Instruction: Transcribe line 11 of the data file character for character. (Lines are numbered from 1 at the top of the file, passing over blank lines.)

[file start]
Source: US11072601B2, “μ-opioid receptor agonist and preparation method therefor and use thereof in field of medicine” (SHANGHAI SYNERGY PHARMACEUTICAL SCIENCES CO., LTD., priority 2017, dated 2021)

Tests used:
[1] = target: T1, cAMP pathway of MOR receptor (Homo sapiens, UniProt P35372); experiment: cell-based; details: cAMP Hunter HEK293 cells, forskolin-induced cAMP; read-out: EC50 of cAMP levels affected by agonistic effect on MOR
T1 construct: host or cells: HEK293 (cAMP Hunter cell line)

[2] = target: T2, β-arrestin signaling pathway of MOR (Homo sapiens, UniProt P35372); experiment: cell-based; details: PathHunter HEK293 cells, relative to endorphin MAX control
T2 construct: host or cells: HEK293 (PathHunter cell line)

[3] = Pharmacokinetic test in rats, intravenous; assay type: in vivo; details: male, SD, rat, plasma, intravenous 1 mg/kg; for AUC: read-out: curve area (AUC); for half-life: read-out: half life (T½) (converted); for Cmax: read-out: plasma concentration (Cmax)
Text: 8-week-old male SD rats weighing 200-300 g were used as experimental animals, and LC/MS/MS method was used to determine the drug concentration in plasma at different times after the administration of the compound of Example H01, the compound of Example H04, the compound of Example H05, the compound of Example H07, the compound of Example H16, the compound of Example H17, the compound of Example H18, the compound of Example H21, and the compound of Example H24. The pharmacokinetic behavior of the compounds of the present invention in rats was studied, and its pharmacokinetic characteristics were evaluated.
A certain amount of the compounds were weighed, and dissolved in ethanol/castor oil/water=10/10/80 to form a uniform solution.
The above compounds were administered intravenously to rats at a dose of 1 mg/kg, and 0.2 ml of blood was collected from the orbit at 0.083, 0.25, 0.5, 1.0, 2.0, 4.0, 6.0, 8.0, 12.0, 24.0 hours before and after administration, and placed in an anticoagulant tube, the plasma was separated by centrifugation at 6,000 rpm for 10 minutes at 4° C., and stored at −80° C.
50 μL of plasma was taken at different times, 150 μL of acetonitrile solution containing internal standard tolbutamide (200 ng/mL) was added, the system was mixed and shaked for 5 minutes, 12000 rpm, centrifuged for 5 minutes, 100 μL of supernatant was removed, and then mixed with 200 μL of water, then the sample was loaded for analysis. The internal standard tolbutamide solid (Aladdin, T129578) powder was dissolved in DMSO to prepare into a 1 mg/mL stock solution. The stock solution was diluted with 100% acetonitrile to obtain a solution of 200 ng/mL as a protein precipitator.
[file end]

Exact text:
50 μL of plasma was taken at different times, 150 μL of acetonitrile solution containing internal standard tolbutamide (200 ng/mL) was added, the system was mixed and shaked for 5 minutes, 12000 rpm, centrifuged for 5 minutes, 100 μL of supernatant was removed, and then mixed with 200 μL of water, then the sample was loaded for analysis. The internal standard tolbutamide solid (Aladdin, T129578) powder was dissolved in DMSO to prepare into a 1 mg/mL stock solution. The stock solution was diluted with 100% acetonitrile to obtain a solution of 200 ng/mL as a protein precipitator.